From an Innova Market Insights online release:
According to a report from Innova Market Insights, snacking has already become an all-day habit in the States. While 46% of consumers eat salty snacks between-meals in the afternoon and 37% in the evening, more consumers are also replacing traditional meals with quicker bites. The numbers of consumers who are consuming salty snacks at lunchtime (23%), dinner (17%) and even breakfast (8%) are on the increase.
“Enjoyment is still a very strong driver behind snacks purchase,” says Lu Ann Williams, Head of Innovation at Innova Market Insights. “When asked why they buy salty snacks, 40% of Americans named taste and a further 22% said it was to treat or reward themselves, so innovators need to balance nutrition and taste to ensure that salty snacks remain competitive for all snacking occasions.”
To read more: https://www.innovamarketinsights.com/americans-want-snackable-nutrition/
From a Mondelēz International online release:
Notably 6 in 10 adults worldwide (59%) say they prefer to eat many small meals throughout the day, as opposed to a few larger ones, with younger consumers especially leaning into snacks over meals as that number rises to 7 in 10 among Millennials (70%).
For consumers around the world, the role food plays in health and wellbeing is increasingly top of mind; people are more commonly considering how smaller bites – snacks – effect their emotional wellbeing, as well as their physical health.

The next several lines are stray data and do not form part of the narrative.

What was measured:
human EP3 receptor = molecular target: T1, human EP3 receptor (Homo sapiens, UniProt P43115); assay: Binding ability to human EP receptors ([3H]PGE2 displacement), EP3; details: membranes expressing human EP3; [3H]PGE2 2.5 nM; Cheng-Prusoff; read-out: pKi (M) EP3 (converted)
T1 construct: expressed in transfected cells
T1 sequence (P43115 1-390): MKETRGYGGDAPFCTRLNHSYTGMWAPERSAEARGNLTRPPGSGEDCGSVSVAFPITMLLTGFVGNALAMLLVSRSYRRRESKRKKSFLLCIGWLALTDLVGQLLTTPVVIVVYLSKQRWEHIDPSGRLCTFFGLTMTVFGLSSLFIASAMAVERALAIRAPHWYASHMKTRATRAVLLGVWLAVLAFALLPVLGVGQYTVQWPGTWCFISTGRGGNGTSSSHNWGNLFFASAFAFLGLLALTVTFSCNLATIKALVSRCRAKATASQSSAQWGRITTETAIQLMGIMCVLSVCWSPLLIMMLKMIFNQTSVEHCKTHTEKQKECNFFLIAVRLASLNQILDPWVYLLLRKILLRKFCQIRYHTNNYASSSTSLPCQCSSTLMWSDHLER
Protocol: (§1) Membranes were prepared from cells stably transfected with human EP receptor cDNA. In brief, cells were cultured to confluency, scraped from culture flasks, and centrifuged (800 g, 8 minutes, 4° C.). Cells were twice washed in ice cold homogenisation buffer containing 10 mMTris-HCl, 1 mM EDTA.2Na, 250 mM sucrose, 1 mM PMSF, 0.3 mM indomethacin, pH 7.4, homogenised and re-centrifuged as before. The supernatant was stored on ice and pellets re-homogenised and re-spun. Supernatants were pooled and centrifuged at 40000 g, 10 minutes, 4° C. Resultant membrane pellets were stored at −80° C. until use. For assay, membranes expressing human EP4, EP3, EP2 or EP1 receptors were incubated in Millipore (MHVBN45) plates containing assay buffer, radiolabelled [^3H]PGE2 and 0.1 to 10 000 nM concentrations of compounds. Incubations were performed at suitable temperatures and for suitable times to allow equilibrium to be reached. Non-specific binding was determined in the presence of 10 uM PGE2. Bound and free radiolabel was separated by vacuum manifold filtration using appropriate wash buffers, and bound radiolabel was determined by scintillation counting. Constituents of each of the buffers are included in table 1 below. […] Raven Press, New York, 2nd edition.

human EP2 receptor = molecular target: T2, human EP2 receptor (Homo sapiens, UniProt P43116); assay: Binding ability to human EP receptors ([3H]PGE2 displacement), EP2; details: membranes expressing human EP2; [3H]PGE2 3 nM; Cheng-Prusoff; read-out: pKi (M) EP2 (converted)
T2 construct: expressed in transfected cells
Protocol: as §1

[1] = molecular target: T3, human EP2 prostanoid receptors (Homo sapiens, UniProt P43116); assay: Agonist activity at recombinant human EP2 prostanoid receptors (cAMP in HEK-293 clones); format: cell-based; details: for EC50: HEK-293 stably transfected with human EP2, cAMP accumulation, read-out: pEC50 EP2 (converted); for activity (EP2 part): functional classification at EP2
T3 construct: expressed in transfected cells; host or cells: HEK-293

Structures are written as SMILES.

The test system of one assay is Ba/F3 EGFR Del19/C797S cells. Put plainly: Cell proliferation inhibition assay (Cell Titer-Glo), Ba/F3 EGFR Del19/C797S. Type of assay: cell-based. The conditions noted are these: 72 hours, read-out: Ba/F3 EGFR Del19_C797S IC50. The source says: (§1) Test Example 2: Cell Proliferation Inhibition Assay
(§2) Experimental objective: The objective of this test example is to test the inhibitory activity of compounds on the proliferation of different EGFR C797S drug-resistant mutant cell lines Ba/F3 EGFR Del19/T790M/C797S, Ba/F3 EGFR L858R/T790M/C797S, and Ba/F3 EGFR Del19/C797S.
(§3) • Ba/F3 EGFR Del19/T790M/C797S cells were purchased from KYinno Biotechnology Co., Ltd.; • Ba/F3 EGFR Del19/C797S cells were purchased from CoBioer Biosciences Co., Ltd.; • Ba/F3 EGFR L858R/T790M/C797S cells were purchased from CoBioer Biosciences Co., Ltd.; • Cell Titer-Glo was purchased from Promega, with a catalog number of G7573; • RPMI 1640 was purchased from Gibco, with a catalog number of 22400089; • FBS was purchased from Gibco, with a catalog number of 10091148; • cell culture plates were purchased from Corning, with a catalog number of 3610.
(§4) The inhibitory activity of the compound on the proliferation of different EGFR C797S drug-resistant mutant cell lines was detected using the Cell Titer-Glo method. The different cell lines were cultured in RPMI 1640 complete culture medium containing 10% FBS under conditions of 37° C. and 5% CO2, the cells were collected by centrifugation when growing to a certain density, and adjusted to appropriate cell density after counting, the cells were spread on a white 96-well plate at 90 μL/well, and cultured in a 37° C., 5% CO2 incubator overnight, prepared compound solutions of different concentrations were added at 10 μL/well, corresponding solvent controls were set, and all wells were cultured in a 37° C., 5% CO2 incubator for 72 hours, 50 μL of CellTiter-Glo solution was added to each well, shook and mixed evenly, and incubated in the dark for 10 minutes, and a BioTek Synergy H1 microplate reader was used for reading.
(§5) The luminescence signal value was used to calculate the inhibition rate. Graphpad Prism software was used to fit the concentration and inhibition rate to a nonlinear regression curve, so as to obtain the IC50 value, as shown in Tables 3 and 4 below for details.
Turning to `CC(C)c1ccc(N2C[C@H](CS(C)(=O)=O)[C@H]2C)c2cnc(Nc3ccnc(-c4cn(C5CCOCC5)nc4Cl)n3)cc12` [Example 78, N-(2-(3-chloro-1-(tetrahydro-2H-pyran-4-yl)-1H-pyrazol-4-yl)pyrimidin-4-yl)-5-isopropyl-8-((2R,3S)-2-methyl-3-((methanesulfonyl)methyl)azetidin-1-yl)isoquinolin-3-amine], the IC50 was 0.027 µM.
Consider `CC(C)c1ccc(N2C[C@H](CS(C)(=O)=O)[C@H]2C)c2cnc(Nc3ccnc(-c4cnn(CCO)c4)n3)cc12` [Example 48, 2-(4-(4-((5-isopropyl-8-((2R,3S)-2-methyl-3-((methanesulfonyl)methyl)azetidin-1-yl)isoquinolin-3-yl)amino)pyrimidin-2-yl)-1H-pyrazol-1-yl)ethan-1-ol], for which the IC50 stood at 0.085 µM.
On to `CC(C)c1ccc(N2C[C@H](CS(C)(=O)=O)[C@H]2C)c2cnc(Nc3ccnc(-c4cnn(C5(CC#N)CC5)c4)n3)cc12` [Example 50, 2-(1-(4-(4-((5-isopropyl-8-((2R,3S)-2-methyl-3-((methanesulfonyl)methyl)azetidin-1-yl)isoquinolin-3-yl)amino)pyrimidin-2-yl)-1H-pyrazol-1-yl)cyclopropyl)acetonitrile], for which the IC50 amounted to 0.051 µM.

- For more than 8 in 10 people, convenience (87%) and quality (85%) are among the top factors impacting snack choice.
- 80% of consumers are looking for healthy, balanced bites.
- 71% of adults say snacking helps them control their hunger and manage their calories throughout the day.
- Scking is a key way for people around the world to connect to their culture and share their sense of identity with their communities and families.
- 71% say snacking is a way to remind themselves of home.
- 7 in 10 adults make an effort to share their favorite childhood snacks with others (70%).
To read more: https://ir.mondelezinternational.com/news-releases/news-release-details/mondelez-international-releases-first-ever-state-snackingtm
From the Takyo Abeke website:
Situated along the winding mountain road that is the historic village of Omori, Takyo Abeke is hidden behind a rustic bamboo fence covered in climbing roses and shielded from the road by a deep courtyard garden. The 228-year-old building was once the home of the Abe family (Abeke), who were administrative officials for the Iwami Ginzan silver mine dug deep into the mountains at the top of the village. During the 17th and 18th centuries the silver mine was the largest in the world, and its output financed not only bustling local village life and imposing houses like Abeke but also Japan’s rapid economic growth, urbanization, and flowering of its unique culture of shibusa— aesthetics based on nature, simplicity, and the ephemeral—during the first centuries of the Edo period (1603-1868).